It was after the Black Elks held their 1938 convention in Baltimore that young Marcus McBride Jr. was inspired to join the fraternal order.
Yesterday the group, formally known as the Improved Benevolent Protective Order of Elks of the World, was back in Baltimore to kick off its 94th annual convention.
Mr. McBride, now a 75-year-old retired welder, was with them. He still is a member of Monumental Lodge No. 3 in the 1500 block of Madison Ave.
"We were segregated and had no place to go. That's why Elks lodges grew," Mr. McBride recalled of the Black Elks of 55 years ago. "We grew spiritually and socially. We had nowhere to go, and we banded together. We found that in being together, there was strength."
The Black Elks, which claim a membership of 450,000 in North America and the Caribbean, will show the strength of their numbers this week on the streets of downtown Baltimore.
Their presence is arresting. Members of lodges (men) and temples (women) dress in white or cream-colored clothes from head to toe. The colors symbolize purity.
Many Elks wear rhinestone-studded fezzes, ceremonial collars, sashes, pins, badges and other regalia to denote their various stations as exalted rulers, esteemed loyal knights, members of the Antlered Guard and so on.
An Elks parade will leave Camden Station at 11 a.m. Tuesday and proceed north on Paca Street and east on Baltimore Street to Charles Street. A drill team competition for youngsters will follow at 2 p.m. at Festival Hall. Both events are open to the public.
More than 20,000 Black Elks, youth group members and their families are expected to visit Baltimore during the convention, which runs through Friday at the Convention Center. This is the order's fourth convention here, with the first in 1918 and the most recent in 1989.
A Baltimore native, Donald P. Wilson, has been the order's grand exalted ruler since 1982. He now divides his time between Philadelphia and the Black Elks' $5.5 million headquarters complex in Winton, N.C. Mr. Wilson is not the group's first Baltimore-born leader. George McMechen, the first graduate of what is now Morgan State University and the first black member of the Baltimore school board, was elected grand exalted ruler in 1919. A city street is named in his honor.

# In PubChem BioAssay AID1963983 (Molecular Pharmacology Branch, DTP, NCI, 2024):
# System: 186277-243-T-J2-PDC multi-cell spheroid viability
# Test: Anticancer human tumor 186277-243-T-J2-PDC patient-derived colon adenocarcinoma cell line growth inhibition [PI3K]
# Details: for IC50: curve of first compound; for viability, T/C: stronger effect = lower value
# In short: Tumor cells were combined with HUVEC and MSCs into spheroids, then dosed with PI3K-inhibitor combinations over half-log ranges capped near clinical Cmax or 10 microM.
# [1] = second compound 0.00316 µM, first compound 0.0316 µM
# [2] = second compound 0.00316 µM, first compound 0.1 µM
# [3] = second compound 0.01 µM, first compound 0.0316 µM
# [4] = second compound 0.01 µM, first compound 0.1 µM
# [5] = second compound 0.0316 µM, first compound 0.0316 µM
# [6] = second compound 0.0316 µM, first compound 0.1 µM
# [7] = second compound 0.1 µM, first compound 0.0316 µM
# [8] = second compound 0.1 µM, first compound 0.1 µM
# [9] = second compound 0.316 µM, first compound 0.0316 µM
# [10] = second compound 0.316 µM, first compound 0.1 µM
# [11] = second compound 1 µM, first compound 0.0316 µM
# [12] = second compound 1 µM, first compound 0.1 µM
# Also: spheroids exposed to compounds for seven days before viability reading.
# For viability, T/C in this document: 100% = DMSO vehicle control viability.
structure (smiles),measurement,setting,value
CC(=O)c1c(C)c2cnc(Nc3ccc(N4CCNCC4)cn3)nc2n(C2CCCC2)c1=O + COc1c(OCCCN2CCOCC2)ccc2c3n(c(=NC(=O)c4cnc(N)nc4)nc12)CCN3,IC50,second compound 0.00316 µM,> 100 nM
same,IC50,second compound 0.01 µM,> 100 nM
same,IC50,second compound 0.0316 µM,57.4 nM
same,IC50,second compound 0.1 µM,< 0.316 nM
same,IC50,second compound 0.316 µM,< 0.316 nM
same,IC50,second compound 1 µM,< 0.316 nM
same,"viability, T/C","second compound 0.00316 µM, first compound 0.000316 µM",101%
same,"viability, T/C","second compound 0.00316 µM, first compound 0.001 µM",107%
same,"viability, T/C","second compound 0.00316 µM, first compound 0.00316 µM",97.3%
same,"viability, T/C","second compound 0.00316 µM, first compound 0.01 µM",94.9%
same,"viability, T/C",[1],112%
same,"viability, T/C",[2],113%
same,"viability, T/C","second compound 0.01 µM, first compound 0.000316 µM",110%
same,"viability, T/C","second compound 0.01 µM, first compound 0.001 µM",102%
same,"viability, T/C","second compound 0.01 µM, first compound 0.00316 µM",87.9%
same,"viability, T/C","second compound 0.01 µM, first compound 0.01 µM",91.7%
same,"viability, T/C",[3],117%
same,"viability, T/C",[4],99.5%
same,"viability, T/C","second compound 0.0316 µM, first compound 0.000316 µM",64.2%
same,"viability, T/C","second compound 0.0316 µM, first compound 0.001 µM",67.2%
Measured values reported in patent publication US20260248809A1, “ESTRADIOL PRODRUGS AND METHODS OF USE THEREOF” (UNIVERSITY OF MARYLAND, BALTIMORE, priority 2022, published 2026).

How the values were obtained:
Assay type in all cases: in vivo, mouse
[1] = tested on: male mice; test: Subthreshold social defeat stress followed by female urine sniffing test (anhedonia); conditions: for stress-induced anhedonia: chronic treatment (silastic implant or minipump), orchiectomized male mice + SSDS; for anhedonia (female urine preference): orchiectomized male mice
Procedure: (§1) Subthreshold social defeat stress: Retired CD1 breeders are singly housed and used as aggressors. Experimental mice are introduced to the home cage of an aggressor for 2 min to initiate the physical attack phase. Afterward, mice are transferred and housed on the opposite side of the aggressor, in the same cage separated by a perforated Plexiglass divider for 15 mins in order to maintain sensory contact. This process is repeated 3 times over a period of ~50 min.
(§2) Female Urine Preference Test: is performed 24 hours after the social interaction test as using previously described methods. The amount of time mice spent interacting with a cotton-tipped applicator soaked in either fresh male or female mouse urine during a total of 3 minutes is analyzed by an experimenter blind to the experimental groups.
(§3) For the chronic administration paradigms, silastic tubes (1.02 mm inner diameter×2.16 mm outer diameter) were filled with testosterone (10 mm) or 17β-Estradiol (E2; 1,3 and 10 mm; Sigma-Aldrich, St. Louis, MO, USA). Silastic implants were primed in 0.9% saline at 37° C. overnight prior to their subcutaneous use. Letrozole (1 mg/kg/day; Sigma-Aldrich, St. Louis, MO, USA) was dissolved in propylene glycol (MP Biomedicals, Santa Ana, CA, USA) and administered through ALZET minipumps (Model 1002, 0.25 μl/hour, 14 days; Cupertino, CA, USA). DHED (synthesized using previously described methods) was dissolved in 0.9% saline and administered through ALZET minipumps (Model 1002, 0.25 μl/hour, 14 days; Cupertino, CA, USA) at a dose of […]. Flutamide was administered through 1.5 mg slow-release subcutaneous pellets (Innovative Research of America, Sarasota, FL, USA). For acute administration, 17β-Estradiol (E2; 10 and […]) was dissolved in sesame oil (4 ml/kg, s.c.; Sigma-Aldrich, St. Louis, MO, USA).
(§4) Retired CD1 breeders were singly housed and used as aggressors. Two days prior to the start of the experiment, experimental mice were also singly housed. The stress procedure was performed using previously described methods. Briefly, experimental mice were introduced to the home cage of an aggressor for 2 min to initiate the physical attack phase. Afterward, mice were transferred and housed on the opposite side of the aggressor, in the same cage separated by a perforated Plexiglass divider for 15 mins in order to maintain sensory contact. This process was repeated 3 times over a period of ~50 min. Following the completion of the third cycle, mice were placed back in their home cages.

"Do you all just have a good time?" Mr. Wilson said he is often PTC asked. His answer: "No, we serve people less fortunate than we are."
Mr. Wilson said the fraternal group's scholarship programs have "helped educate some of the world's greatest leaders," such as Martin Luther King Jr. and Thurgood Marshall.
The group has budgeted $120,000 this year to aid students in institutions ranging from Harvard University to Morehouse College to many community colleges, said John H. Goss, a Knoxville, Tenn., volunteer who heads the education department. The group also holds a summer leadership camp for 100 teen-agers at its headquarters.
The order's aging membership tries to appeal to youngsters by running an oratorical contest, staging a beauty and talent pageant, forming drill teams, offering tutoring and organizing other activities, said youth director James K. "Ken" Bland of Hamilton, Ohio. "You have to show that you care," Mr. Bland said. "A lot of young people just exist. We try to show them there's more to life than standing on a street corner."
The future of the Black Elks will rest with younger members such as Roxanne McCray, 35, of Emma Williams Temple No. 358 in Catonsville. She joined the order a couple of years ago and is attending her first national convention.
"I love the closeness we have," said Ms. McCray, while pricing regalia (ceremonial collars $115 and up, fez case $24, white stretch gloves $8.50) in the Convention Center's exhibit hall. "It's like you can always depend on each other if you need each other."
She enjoys taking children to Easter egg hunts and delivering baskets for needy families at Christmas. She also relishes the order's secret rituals and symbols.
"The younger generation will learn from the older generation," Ms. McCray said. "I see myself 30 years from now in their spot, looking at the younger generation. If we as black people can get together, it would mean a lot more power, strength and help for each other."
The Black Elks must hope that at some future convention, members of Roxanne McCray's generation will feel as septuagenarian Marcus McBride did yesterday. He surveyed the sea of white garments in the Convention Center and gave a sigh of satisfaction.
"I couldn't live if I wasn't an Elk," Mr. McBride said.